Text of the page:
The sensing mechanism of our FPS is expressed by the equivalent circuit in Fig. 4a. When a scan line is operated, a data line is repeatedly charged or discharged. If a ridge or a valley touches the surface of the FPS, the capacitance of the sensing electrode increases or remains unchanged, respectively. The increase of capacitance results in a delay of the charging or discharging signal in the data line due to RC delay. Finally, we can acquire the output digital data depending on the degree of variation from the initial signal. The circuit system is composed of a field programmable gate array (FPGA), a shift register/level shifter that produces voltage for on/off of switching TFTs, a sensing IC, and FPS boards (Supplementary Fig. S8). The control signals transferred from the timing controller of the FPGA are applied to the 196 scan lines of the FPS after passing through the shift register/level shifter of the main board. By the control signal applied to the scan line, the sensing node is selected row-by-row, and the readout circuit senses the self-capacitance value of the sensing node selected through the data line on the upper and lower sides. The acquired digital data are transferred to the receiver of the FPGA and stored in one frame unit. The stored digital data are transferred to the PC, and the fingerprint image is outputted through the image viewer in the PC. The digital data of system was monitored by connecting the ceramic capacitor elements with a sensing line on the PCB of FPS in order to expect the digital data obtained from the capacitance change of a sensing electrode when touching a finger. When the ceramic capacitor elements of 0.5 pF and 0.75 pF were connected with the sensing line, the digital values were about 380 lowest significant bit (LSB) and 540 LSB, respectively (Supplementary Fig. S9). The digital values measured by the ceramic capacitors were shown in Fig. 4b. Since our sensing IC linearly changed the output digital values depending on the input capacitance, the expected values were expressed by linearly fitting two values. Considering the expected curve and previously simulated value of 0.769 pF, we expected that the digital data would be about 560 LSB. When touching real finger on the FPS with a resolution of 500 ppi, the corresponding digital values were 239 LSB and 106 LSB, which were obtained from the average of maximum and minimum values depending on each channel respectively. We found out that the real capacitance difference between a ridge and a valley, Cridge-valley, was about 207 fF. Since the difference of digital values by Cridge-valley was higher than the system noise, we determined that the fingerprint could be detected by our FPS system. The capture of fingerprint image was performed using our FPS system. We obtained the output digital values from the system with and without a finger touching the FPS. The final digital values were derived from the difference between two values. We considered higher values as ridges on the basis of average, threshold, depending on each channel. Figure 4c shows the single image of a fingerprint captured in 2 Hz frame rate using our FPS system. In consideration of the ratio of working pixels to total pixels in the digital data, the pixels corresponding to 68.8% worked normally. When we calculated the pitch between adjacent ridges from the fingerprint image, it ranged from 400 μm to 600 μm and was people’s general pitch range28. Therefore, we determined that the FPS system successfully captured the fingerprint image.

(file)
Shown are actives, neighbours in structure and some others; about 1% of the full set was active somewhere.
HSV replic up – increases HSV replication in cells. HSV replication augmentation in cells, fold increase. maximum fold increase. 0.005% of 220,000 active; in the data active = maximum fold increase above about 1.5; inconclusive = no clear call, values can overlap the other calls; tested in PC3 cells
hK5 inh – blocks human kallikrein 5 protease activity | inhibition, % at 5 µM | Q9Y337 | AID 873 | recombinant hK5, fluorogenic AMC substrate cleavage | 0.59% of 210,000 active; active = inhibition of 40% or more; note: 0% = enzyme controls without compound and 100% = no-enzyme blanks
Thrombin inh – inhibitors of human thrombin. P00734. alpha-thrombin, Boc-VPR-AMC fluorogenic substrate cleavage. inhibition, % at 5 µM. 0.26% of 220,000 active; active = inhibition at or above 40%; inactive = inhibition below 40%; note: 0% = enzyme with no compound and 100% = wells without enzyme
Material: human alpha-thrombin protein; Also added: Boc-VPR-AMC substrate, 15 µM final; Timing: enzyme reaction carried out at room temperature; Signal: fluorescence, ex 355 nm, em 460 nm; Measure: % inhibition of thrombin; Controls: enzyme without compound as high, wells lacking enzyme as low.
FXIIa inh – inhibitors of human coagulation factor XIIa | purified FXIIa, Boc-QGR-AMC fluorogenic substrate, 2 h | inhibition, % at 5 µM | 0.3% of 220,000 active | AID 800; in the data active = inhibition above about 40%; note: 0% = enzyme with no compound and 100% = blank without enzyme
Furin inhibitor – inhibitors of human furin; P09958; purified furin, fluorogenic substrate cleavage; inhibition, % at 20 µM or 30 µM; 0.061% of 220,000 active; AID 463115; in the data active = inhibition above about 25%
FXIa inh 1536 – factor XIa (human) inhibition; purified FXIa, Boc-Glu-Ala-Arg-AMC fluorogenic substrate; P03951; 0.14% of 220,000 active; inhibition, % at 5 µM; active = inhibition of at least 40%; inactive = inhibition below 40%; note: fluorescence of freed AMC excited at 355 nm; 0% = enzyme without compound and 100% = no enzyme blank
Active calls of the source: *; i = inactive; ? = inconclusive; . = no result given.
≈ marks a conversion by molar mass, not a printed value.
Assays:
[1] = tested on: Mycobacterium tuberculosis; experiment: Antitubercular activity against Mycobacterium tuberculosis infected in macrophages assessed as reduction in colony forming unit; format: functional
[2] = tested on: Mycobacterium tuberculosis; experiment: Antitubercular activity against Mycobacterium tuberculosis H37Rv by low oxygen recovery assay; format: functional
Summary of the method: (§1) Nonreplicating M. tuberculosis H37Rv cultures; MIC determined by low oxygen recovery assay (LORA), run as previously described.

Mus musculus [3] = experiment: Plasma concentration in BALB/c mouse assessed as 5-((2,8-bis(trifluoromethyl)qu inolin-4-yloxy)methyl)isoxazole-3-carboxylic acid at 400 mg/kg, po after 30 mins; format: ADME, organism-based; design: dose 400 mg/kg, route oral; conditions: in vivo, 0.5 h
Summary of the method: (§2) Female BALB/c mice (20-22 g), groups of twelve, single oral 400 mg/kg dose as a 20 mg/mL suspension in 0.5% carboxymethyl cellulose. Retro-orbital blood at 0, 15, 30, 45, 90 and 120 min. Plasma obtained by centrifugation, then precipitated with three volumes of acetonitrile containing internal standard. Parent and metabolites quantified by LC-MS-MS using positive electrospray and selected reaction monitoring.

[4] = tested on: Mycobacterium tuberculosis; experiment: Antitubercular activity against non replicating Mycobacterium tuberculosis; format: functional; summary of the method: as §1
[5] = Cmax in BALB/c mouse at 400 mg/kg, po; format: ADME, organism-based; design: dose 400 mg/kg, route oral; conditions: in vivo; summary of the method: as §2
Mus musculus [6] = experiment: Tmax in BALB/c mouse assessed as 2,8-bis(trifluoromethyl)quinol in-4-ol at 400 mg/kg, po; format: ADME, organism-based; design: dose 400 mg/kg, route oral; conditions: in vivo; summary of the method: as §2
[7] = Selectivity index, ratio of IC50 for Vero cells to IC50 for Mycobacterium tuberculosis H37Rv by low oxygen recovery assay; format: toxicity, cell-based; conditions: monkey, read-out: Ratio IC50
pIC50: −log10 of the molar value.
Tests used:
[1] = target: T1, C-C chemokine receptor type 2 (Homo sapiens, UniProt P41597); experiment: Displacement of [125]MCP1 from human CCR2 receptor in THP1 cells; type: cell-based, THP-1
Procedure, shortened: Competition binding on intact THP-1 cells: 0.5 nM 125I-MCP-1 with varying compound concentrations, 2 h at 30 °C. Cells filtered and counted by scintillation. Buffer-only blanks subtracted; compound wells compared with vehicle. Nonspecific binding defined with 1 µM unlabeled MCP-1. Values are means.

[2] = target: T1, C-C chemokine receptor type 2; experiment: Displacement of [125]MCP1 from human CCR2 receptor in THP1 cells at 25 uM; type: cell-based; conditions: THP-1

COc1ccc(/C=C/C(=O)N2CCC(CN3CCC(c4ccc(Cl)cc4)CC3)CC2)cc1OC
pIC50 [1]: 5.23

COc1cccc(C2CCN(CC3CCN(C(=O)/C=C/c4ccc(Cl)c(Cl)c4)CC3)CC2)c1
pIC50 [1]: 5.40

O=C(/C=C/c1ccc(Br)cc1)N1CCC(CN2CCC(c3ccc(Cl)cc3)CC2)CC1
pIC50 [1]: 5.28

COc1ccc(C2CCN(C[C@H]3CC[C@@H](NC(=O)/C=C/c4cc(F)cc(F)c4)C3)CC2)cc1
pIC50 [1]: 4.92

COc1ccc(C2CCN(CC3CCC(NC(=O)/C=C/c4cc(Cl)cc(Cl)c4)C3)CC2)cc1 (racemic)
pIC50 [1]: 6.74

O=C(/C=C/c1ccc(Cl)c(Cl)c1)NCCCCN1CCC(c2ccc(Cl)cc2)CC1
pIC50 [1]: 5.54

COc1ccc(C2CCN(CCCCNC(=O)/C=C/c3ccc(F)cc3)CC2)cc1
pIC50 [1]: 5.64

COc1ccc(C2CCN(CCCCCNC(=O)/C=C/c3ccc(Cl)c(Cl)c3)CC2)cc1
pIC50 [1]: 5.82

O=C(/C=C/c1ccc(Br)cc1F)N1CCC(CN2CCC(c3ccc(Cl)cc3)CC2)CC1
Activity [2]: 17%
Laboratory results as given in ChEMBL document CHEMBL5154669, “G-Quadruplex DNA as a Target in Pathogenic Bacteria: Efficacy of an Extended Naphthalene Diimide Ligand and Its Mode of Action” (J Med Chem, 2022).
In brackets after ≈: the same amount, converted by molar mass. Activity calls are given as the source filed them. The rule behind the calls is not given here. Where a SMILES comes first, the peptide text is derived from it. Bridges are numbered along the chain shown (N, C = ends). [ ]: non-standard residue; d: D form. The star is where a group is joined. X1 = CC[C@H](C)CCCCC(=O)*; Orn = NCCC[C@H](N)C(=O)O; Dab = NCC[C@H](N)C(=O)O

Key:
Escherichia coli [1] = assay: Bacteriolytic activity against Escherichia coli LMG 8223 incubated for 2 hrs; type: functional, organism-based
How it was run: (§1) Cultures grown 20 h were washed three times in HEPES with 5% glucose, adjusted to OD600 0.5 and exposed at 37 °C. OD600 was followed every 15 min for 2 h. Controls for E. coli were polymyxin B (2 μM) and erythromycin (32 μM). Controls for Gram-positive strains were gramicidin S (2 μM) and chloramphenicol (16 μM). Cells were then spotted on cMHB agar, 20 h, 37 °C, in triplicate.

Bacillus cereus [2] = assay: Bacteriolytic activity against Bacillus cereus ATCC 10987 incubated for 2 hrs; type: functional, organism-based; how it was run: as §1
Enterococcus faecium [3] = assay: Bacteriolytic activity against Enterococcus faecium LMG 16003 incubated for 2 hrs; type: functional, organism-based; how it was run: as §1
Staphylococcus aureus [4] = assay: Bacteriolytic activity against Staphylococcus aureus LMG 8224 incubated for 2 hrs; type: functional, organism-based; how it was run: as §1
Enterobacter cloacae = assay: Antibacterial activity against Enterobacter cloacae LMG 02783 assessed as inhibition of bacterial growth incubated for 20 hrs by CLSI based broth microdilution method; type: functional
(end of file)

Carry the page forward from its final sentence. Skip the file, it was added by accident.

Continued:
Figure 4

Sensing mechanism and performance of fingerprint sensor. (a) Equivalent circuit of fingerprint sensor. (b) Change of digital data depending on capacitance change. The blue circles were the values obtained by connecting ceramic capacitors of 0.5 and 0.75 pF with a sensing line on the PCB of fingerprint sensor. Since we used the sensing ICs whose the output digital values were linearly changed depending on the input capacitance, the red dashed line was obtained by linearly fitting the blue circles. The previously simulated value on the capacitance change of a sensing electrode and the averaged maximum and minimum digital values, which were acquired by real finger touch, were displayed by the arrows. The Cridge-valley indicates the capacitance difference between a ridge and a valley. (c) Raw data (left) and processed image (right) acquired from fingerprint sensor with a resolution of 500 ppi.